ENGLEWOOD, Colo. (AP) — George Paton doesn’t own a first-round pick in the upcoming NFL draft and he couldn’t care less.
“That first day, we’ll watch Russell Wilson highlights,” he said.
Paton traded his first- and second-round picks to Seattle as part of the blockbuster trade for Wilson last month.
Peering out his office window and watching Wilson throw darts to Jerry Jeudy and KJ Hamler sure keeps any tinges of regret at bay.
Asked Friday at his pre-draft news conference if he’s feeling the painful part of the deal that also cost him his first- and second-round picks in 2023 along with three players, Paton dismissed any notion of a downside.
“It’s a blessing,” he said. “I mean, we love having first-round picks. We love having the early second-(rounder). But we also love having a franchise quarterback that sets the tone every day in the building.”
That’s something he’s constantly reminded of when he arrives at work to resume grinding on the team’s draft preparations.
“I come in here, he’s here working,” Paton said. “There’s a reason he’s great. It’s because the work he puts into it. And all the players, everyone in the entire organization, are watching. And so there’s no pain in that.”
Paton still owns nine selections in this draft, including the final pick of Round 2, which he acquired from the Rams in the Von Miller trade last year.
He’s not ruling out packaging some of them to add to the paucity of picks he has next year.
The Broncos are one of a record eight teams who don’t have a first-round pick this year. That list includes the Super Bowl champion Rams, who haven’t made a selection in Round 1 since taking Jared Goff in 2016 and don’t currently have another first-round pick until 2024,
“Unlike the Rams, we like picks a lot,” Paton cracked. “No, Les (Snead) is a good friend. But if that comes up — we don’t want to force it — but we’d definitely like to add more picks next year.”
Paton said if the right players start dropping, he could see the Broncos moving up in the second round, but he could also envision moving back.
As he’s mapping out his draft strategy, Paton has brought Wilson into the conversation.
“I’ve talked to Russ daily and kind of tell him maybe our plan and what we’re looking for and our needs,” Paton said. “And Russ, he’s a football junkie, and he’ll want to know maybe what players were looking at and I’ll tell him. And he’ll watch them and give me his opinion. He’s a great resource and you know it’s just good having him around.”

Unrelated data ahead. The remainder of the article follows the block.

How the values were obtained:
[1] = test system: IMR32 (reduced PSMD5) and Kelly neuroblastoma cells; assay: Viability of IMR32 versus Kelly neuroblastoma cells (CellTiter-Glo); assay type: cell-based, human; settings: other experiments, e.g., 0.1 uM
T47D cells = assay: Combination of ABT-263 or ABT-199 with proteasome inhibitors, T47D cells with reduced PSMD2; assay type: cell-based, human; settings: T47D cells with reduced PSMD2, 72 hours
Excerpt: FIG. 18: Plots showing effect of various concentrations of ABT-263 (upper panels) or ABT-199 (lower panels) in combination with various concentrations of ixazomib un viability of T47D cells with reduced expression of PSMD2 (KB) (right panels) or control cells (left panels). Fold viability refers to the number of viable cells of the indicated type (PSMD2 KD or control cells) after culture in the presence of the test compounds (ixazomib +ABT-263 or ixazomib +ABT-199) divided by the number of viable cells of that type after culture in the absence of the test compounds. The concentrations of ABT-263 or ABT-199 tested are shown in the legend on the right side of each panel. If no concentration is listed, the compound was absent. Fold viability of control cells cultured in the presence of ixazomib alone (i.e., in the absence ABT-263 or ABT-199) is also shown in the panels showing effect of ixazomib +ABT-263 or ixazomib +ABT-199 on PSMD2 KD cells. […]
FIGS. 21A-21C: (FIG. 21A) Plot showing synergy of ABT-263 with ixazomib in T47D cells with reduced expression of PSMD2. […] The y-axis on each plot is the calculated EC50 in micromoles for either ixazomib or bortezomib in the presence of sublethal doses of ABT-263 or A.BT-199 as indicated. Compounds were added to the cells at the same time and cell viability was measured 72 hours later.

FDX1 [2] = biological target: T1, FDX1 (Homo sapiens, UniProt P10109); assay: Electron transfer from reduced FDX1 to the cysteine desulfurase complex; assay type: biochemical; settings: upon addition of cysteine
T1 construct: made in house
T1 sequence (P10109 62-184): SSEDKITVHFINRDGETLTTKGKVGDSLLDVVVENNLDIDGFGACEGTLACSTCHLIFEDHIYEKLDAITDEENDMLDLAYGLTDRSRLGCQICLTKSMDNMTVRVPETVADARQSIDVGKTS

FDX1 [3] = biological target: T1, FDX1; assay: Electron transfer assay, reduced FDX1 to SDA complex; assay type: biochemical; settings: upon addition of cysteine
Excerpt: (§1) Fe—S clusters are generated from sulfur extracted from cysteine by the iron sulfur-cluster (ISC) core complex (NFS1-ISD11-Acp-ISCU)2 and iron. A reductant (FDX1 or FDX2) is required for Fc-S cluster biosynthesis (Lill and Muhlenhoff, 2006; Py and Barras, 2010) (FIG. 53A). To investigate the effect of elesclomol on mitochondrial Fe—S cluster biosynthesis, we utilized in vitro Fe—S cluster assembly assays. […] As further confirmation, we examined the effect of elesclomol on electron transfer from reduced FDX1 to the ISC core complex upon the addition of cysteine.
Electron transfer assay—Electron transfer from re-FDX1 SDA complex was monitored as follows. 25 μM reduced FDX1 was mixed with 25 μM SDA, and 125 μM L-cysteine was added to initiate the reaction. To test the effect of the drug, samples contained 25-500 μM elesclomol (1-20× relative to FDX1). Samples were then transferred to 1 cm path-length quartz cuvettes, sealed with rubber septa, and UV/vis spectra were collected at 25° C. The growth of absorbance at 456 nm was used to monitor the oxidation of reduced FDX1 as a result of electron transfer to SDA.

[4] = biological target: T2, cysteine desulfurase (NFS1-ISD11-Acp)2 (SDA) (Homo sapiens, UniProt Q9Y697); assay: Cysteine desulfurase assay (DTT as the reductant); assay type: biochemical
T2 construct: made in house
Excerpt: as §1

Wilson’s arrival doesn’t factor into the Broncos taking potential plug-and-play prospects over high-ceiling players who’ll need time and patience as they adjust to the pros, Paton said.
“Yeah, I don’t look at it as a window. I mean, Russ is a young 33. He wants to play till he’s 40,” Paton said. “We want to take the best player. Now, if he’s not quite ready in Week 1, that’s fine.
“We want a guy to be here long term and be the best player. So we’re not going to just take a player because he’s ready. We want a player who is going to be here for five years. And Russell will probably outlast them all.”
Despite not picking until the bottom of the second round, the Broncos own five of the top 116 selections, including two picks in both the third and fourth rounds.
That’s the sweet spot of this year’s draft, which is much deeper than last year’s when the pandemic led to a shallower pool of prospects as dozens of players stayed in school after the NCAA offered them an extra year of eligibility because of COVID-19.
High on Paton’s long wish list is edge rusher and not necessarily because Bradley Chubb is entering the final year of his contract.
“If we take a pass rusher, it has nothing to do with Bradley,” Paton said. “We can’t have enough. Randy Gregory, Malik Reed. Jonathan Cooper. That’s how you win, when you get a wave of rushers and you have an offense that can score points and then you throw this pass rush at them.”
The Broncos really haven’t had that type of luxury since Miller and Peyton Manning led the franchise to its third Super Bowl title in 2016.
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